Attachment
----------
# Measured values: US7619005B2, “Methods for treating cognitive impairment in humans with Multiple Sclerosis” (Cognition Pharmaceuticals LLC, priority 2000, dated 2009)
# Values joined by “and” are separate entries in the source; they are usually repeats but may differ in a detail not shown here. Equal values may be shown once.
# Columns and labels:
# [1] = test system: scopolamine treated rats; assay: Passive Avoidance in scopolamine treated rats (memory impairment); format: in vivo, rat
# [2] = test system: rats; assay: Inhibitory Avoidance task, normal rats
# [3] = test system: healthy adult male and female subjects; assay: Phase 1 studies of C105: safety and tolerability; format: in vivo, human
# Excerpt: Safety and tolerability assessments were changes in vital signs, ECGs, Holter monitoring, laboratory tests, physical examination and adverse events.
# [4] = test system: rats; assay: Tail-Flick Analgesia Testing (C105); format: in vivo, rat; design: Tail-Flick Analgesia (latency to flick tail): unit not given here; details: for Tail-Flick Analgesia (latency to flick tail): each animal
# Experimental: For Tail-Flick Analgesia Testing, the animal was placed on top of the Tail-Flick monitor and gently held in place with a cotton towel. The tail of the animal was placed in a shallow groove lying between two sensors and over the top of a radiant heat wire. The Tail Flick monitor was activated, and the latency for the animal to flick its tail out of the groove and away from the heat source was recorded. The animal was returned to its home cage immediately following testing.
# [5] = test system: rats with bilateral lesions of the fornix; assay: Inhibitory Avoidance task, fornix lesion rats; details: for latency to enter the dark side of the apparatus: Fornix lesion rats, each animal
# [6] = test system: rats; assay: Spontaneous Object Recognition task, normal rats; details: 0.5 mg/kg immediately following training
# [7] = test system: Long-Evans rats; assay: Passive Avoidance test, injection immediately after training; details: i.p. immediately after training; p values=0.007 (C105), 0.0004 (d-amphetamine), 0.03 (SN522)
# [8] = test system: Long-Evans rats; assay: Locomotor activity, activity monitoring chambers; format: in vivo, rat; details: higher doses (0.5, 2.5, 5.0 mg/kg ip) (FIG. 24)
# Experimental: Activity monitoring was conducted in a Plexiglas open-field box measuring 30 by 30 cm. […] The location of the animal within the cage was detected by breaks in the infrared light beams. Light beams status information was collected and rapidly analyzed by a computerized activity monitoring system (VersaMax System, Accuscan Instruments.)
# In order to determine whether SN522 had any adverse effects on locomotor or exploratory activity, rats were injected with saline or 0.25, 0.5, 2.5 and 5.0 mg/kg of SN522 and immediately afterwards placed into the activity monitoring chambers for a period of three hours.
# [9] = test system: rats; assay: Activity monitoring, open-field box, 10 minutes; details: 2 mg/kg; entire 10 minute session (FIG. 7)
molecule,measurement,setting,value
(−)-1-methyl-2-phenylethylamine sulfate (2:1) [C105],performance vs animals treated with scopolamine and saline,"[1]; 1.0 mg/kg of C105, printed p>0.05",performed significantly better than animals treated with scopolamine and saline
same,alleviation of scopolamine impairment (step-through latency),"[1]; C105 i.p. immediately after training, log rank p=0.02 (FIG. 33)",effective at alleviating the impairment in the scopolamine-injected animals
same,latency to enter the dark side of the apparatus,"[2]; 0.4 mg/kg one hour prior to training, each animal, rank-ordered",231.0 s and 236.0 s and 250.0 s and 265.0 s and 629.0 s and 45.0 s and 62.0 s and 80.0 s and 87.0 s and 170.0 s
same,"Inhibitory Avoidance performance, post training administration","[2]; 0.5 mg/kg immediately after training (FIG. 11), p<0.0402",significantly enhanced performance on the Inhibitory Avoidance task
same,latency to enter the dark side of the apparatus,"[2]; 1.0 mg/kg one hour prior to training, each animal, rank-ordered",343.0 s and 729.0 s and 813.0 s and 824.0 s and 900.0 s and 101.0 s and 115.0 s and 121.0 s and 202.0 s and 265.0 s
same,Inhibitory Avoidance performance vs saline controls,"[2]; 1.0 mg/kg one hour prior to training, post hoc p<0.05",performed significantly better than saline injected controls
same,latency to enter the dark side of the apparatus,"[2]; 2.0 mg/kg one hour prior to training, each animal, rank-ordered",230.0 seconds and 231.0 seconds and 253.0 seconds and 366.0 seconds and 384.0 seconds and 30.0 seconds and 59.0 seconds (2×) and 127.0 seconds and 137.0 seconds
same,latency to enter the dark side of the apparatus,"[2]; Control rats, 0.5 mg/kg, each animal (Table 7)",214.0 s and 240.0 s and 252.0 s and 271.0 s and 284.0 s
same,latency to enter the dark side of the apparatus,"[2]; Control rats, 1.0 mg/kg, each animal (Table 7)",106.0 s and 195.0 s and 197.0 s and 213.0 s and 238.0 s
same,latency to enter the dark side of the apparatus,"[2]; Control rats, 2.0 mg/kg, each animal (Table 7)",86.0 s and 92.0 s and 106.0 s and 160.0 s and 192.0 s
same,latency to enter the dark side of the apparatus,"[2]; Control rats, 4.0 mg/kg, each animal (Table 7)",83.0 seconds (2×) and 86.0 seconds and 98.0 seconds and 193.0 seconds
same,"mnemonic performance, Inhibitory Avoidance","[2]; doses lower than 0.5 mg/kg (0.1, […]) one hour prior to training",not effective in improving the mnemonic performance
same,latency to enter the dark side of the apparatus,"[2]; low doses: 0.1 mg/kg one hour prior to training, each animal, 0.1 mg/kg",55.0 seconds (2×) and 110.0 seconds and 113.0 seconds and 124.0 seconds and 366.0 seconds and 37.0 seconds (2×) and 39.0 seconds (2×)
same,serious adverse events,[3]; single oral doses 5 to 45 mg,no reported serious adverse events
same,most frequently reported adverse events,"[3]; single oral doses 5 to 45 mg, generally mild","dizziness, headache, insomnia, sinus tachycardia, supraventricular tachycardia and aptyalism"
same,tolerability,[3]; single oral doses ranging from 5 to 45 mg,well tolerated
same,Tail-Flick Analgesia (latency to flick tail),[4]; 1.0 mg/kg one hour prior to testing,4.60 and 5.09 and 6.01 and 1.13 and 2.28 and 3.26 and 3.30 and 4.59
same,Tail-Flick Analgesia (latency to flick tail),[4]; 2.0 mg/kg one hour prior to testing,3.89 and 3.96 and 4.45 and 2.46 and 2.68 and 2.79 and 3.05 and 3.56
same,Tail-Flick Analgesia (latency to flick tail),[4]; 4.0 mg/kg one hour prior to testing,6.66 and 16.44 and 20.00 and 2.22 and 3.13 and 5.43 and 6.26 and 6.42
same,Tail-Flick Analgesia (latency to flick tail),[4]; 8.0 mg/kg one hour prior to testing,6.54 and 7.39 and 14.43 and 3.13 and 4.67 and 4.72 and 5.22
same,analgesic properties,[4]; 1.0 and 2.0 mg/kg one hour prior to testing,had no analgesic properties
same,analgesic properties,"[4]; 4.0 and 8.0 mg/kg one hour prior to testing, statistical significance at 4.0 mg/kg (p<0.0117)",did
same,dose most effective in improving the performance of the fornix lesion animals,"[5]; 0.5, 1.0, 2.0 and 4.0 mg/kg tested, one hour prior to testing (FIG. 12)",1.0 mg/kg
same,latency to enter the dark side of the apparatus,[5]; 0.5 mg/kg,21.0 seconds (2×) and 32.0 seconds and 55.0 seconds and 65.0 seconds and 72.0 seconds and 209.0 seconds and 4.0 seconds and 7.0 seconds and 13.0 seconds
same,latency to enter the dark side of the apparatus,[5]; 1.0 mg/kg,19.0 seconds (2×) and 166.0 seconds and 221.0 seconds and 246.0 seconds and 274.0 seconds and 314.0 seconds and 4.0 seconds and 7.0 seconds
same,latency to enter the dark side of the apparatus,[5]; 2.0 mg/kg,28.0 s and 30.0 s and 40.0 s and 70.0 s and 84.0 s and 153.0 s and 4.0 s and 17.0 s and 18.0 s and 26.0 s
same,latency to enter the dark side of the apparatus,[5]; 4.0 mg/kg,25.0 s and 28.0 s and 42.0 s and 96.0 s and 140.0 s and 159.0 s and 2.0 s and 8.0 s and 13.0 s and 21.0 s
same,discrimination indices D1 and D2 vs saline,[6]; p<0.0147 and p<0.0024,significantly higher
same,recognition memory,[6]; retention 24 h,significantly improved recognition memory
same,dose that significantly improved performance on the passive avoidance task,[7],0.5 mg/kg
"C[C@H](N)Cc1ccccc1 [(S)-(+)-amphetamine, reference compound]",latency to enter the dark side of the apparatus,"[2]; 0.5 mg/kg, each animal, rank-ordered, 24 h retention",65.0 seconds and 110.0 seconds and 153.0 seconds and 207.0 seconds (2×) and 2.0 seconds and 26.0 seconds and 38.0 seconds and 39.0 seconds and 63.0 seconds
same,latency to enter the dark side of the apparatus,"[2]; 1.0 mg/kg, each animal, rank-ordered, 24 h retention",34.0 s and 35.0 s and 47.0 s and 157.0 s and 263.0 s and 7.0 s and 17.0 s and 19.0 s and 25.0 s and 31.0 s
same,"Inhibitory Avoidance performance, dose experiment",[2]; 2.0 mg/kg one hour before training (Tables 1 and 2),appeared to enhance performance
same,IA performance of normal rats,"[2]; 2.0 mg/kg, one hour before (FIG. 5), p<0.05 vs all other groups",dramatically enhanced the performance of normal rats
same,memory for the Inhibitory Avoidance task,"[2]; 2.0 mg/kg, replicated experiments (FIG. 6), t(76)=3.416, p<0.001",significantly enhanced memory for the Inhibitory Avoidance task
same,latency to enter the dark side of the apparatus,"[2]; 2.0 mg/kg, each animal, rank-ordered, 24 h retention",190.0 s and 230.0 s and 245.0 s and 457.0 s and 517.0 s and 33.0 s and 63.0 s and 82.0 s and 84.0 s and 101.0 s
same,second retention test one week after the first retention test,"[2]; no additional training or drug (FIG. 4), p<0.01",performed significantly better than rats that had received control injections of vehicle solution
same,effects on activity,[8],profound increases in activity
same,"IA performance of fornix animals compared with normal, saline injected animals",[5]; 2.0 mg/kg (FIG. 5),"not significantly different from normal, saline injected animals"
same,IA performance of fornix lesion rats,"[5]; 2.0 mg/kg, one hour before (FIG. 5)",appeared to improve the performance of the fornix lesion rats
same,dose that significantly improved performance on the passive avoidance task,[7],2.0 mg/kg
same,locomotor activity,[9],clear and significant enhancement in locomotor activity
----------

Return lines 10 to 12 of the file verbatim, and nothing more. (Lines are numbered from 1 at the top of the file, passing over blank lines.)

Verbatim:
# [5] = test system: rats with bilateral lesions of the fornix; assay: Inhibitory Avoidance task, fornix lesion rats; details: for latency to enter the dark side of the apparatus: Fornix lesion rats, each animal
# [6] = test system: rats; assay: Spontaneous Object Recognition task, normal rats; details: 0.5 mg/kg immediately following training
# [7] = test system: Long-Evans rats; assay: Passive Avoidance test, injection immediately after training; details: i.p. immediately after training; p values=0.007 (C105), 0.0004 (d-amphetamine), 0.03 (SN522)